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Astronaut Wednesday: Brian Duffy

Astronaut Brian Duffy

This week, we’re mixing it up to bring you an Astronaut Wednesday post! Today’s featured astronaut has a lot of spaceflight experience. From an early age, he was interested in space and was inspired by the astronauts before him to pursue a career in the aerospace industry. After retiring from NASA and the United States Air Force in 2001, this man still remains a part of the future of space travel and exploration by working as the Vice President and Johnson Space Center (JSC) Manager for Exploration Systems at Orbital ATK. Who is he? None other than Brian Duffy! To celebrate this awesome astronaut, we’ve got some fun facts to share with you!

1) Ever since he was a kid, Duffy was always interested in space exploration

This Boston native caught the space bug early on. Duffy has said that he was always keen on learning about space exploration, and that he was inspired by the accomplishments of the early astronauts. He watched as Alan Shepard became the first American astronaut, and followed America’s earliest space programs: Mercury, Gemini, and Apollo. He saw Neil Armstrong become the first person to walk on the moon. He took an interest in space movies and studies. Little did he know that one day he would become an astronaut that would fly into space not once, not twice, not even three times…but rather make four trips off the planet with the Space Shuttle Program!

Duffy in space

2) He’s flown to space four times on three different shuttle orbiters

Duffy was selected by NASA to be an astronaut in June 1985, and completed astronaut candidacy school in July 1986. Prior to spending time in space, Duffy tested procedures, displays and software. His ground activity also includes working as spacecraft communicator, or CAPCOM, in Mission Control for many shuttle missions. He has served as both Assistant Director (Technical) and as Deputy Directory (Acting) of Johnson Space Center and as the Vice President and Associate Program Manager for the Lockheed Martin Corporation.STS-45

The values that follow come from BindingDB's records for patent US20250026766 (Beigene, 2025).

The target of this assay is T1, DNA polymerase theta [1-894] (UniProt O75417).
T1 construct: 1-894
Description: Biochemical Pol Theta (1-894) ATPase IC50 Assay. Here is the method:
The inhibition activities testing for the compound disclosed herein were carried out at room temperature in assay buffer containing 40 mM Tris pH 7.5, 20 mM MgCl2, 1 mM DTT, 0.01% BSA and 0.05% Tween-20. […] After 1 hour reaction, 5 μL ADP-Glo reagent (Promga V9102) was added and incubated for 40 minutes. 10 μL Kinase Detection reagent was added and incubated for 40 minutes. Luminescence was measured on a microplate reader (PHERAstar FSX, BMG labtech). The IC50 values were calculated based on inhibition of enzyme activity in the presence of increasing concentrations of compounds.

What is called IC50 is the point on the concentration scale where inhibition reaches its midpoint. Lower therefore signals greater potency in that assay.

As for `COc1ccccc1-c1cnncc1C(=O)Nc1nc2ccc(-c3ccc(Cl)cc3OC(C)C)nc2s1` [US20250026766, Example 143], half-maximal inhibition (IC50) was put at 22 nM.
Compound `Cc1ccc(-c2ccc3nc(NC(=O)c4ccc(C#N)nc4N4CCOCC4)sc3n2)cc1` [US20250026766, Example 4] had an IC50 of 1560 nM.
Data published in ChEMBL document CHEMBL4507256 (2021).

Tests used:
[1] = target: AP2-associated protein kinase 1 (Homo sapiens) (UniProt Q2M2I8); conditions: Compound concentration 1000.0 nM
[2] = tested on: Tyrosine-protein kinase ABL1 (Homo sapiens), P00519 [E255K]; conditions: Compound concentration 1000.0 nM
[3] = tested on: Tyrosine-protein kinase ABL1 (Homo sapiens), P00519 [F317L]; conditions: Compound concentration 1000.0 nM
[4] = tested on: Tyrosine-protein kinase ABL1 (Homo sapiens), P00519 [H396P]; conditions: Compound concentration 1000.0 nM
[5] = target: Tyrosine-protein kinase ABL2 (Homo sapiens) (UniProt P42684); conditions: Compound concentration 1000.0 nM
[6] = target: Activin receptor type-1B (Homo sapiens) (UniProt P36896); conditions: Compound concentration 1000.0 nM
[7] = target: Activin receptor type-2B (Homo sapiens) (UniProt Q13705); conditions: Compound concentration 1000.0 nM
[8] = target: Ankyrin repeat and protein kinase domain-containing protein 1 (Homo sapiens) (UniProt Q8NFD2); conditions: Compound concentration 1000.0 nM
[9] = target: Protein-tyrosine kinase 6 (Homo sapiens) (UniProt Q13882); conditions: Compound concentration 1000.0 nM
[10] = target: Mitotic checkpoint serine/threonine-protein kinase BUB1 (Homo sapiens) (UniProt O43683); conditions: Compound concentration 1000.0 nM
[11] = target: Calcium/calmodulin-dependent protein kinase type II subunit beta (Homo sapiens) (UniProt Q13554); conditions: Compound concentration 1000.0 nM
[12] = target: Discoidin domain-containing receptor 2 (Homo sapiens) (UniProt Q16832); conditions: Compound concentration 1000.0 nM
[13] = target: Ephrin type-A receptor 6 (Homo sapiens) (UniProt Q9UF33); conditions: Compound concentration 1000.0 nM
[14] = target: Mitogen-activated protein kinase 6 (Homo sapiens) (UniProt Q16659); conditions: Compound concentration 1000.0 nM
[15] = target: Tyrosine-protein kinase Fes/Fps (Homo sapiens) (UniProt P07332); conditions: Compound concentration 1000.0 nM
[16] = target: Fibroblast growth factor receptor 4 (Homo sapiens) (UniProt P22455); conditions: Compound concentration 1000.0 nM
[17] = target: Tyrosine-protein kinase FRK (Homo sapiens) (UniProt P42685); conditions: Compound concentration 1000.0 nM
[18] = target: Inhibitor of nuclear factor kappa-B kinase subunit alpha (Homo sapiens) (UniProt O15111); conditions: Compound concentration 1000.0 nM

Duffy flew aboard four Space Shuttle missions, piloting his first mission in 1992 with STS-45 aboard the shuttle orbiter Atlantis. The first of the ATLAS missions, this flight sought to understand the Sun’s interaction with our atmosphere. He flew again in 1993, piloting the crew of STS-57 aboard the shuttle orbiter Endeavour. During this mission, two spacewalks were conducted and the European Retrievable Carrier was retrieved by the shuttle’s robotic arm. In 1996, he served as the commander of a crew of six with STS-72, again aboard Endeavour, and commanded a crew of seven aboard shuttle orbiter Discovery in 2000 with STS-92, the 100th mission of the Space Shuttle Program.

Mission highlights from STS-72 include the retrieval of the Space Flyer Unit, the deployment and retrieval of the OAST-Flyer, and two spacewalks to evaluate techniques used in the assembly of the International Space Station (ISS). During the STS-92 mission the crew of seven used Discovery’s robotic arm to attach a backbone truss and docking port to the International Space Station. It was this addition that prepared the ISS for its first resident crew.

During his career as an astronaut, he logged a total of 40 days, 17 hours, 34 minutes and 59 seconds in space. When asked in an interview with if he’d like to go into space once more, Duffy responded with, “Please, may I?”

3) He’s been inducted into the Astronaut Hall of Fame

On Saturday May 14, 2016, the U.S. Astronaut Hall of Fame inducted its 15th class of space shuttle veterans, which included commander Brian Duffy. Under the shuttle orbiter Atlantis, at NASA’s Kennedy Space Center Visitor Complex in Florida, Duffy was honored and his missions and service were celebrated.

Duffy was recognized for his role in advancing research in orbit, for his contribution to the assembly of the ISS, and much more. Referred to by his close friend and fellow Hall of Fame astronaut Kevin “Chili” Chilton as an “out-of-the-limelight leader,” Duffy will now live on forever in the Astronaut Hall of Fame, among some of his childhood heroes.

Of the honor, Duffy said, “This is truly a humbling experience to be here joining my heroes. These are the folks [who] as I was growing up, I watched do all these great things and I dreamed about what it might be like but never thought I’d have the chance.”

Did you know that you can meet Brian Duffy and hear him share his stories from space at Space Center Houston’s Lunch with an Astronaut? Click here to see our upcoming schedule of visiting astronauts and book your experience!

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